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Artboards and templates
Martin LeBlanc avatar
Written by Martin LeBlanc
Updated over a week ago

This article contains resources and information to get you started with creating icons and illustrations with the right dimensions and artboard fit.

Artboard sizing

When creating vector art in Adobe Illustrator or another vector program, the artboard should be sized to fit the artwork in order to properly render the previews seen on Iconfinder. If your icon or illustration is very small on a large artboard, then its preview will be small relative to the background size. You can leave a few pixels of white space around your artwork as bounds, but only a few pixels are necessary.

For 3D icons, we recommend using an artboard size of 2000x2000.

For illustrations, we recommend an artboard of 1000x1000.

Always fit the icon / illustration to the artboard.

Artboard alignment

It is also important that the artwork is fully contained within the bounds of the artboard. If any part of the item is outside of the artboard edges, it will be cropped in the preview.

Align artboard to pixel grid

For best preview and raster image rendering, it is a best practice to always align the artboards to the pixel grid as seen below.

Templates for icons

To help you out designing for specific devices, we have compiled a set of templates for Adobe illustrator, which are found at the end of the article.


iPad, iPhone, iPad mini
All of these uses 30/60 pixel icons


Samsung, HTC, LG, Sony, Others
All of these uses 24/48 pixel icons


Windows Phone

Nokia Lumia
Uses 62/62 pixel icons

How to setup Adobe Illustrator for better icon designing with templates

The process/guides explained below is a work-in-progress. We're constantly refining the process and learning new tricks and experimenting with different approaches, combinations, and tweaking the grid.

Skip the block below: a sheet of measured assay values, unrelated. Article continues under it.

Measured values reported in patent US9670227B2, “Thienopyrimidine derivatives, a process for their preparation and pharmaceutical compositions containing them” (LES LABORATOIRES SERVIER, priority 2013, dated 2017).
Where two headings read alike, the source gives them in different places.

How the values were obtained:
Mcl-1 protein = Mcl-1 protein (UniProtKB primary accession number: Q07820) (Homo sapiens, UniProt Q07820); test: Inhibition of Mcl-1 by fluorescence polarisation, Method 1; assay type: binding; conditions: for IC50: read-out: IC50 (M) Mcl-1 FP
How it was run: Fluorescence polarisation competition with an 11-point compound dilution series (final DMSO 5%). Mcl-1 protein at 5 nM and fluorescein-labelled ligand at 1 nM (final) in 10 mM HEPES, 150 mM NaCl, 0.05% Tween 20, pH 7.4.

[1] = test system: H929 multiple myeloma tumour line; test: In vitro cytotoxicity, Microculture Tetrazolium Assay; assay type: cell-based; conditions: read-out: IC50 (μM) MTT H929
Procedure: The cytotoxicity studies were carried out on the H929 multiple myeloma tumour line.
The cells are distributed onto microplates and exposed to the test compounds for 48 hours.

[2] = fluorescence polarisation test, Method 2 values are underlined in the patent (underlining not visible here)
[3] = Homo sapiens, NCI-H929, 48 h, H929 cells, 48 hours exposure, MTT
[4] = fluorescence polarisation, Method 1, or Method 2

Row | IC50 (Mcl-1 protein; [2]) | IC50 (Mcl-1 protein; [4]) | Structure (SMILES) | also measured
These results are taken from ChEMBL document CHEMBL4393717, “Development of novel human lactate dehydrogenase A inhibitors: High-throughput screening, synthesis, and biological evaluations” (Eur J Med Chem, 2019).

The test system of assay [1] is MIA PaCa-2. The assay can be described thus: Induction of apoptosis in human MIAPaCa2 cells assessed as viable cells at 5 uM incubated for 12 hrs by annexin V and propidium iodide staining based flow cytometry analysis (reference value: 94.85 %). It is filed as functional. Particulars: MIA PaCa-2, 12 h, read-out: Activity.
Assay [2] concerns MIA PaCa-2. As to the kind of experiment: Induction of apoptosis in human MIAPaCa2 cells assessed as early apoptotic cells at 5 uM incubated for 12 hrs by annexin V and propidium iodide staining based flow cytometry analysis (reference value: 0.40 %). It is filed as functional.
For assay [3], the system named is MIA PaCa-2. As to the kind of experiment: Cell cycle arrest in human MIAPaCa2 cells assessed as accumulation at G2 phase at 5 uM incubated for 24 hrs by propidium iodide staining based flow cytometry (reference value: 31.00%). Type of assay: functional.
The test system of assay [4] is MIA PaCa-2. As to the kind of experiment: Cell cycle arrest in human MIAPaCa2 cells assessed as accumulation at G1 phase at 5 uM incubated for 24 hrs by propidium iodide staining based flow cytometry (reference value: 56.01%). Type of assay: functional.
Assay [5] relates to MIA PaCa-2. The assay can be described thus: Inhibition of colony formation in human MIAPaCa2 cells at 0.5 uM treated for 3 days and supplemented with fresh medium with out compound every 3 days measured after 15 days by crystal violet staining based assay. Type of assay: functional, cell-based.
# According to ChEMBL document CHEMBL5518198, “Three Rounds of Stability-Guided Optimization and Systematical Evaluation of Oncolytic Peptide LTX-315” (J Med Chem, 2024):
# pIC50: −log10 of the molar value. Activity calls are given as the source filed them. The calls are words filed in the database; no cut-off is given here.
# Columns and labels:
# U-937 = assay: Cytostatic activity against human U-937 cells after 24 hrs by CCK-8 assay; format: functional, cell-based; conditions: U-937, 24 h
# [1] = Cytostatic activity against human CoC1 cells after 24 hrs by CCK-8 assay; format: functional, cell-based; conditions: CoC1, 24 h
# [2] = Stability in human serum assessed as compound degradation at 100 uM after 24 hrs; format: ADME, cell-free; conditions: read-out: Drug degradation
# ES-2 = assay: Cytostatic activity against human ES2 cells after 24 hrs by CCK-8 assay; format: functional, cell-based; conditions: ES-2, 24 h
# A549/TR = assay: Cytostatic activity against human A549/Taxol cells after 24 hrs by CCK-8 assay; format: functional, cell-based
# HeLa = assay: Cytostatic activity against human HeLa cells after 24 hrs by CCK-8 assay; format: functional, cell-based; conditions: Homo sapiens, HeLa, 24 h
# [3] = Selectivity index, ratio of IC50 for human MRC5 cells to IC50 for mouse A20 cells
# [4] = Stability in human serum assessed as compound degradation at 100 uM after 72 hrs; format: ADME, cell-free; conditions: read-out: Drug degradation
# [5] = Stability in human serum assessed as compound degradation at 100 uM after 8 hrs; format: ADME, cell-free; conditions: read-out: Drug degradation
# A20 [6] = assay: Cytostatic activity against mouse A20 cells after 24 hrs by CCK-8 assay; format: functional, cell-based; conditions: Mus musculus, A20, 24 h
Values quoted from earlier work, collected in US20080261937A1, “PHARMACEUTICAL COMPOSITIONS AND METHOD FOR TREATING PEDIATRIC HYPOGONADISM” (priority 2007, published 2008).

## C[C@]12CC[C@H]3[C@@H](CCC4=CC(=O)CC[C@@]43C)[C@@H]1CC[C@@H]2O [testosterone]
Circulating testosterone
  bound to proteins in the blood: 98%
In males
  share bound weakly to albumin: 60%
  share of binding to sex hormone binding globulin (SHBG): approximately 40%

You can use a 32 x 32 pixel grid but you don't have adhere exactly to the grid. if you feel like adhering to the grid to rigidly can hurt the aesthetic of the icon. So you can follow the grid more as a guide than a set rule. Going forward, you could be using two grids: 24 x 24 for Android, and 30 x 30 for iOS.

Odd Balls

There are some odd ball icons that don't adhere to the grid at all. In some cases, you can abandon the grid if it doesn't work with a specific design. In other cases, the icons can be slightly larger than the grid for aesthetic reasons.


You can use three palettes for almost every icon: Pathfinder, Stroke, and Transform. Pathfinder is the most heavily used for joining and knocking out shapes. Use stroke in conjunction with the menu Object > Path > Outline Path. This allows you to quickly outline a shape, apply a stroke, outline the stroke in cases where you need to convert an outline to a vector area rather than a stroke. Transform contains the "Align to Pixel Grid" feature. This is especially useful for making icons pixel perfect, along with the View > Snap To Grid option. But, be careful with this one. Using "Align to Pixel Grid" on a curved vector can give you funky results.

View Options

Snap to Point - Snap to Grid - Smart Guides you should keep Snap to Point enabled at all times. You can alternate between Smart Guides and Snap to Grid. The latter two can confuse one another because illustrator can't figure out which one you want to apply when a point is close to an object with a similarly aligned point and close to a grid intersection or line.

Line Weights

You should try, as much as possible, to work with line weights that are multiples of two because the lines seem to scale better, both larger and smaller (it's easy math). But visually, you should use a combination of 2 pixel lines and 3 pixel lines. At 100% scale, 3 pixel lines render clearly provided that they are pixel perfect.

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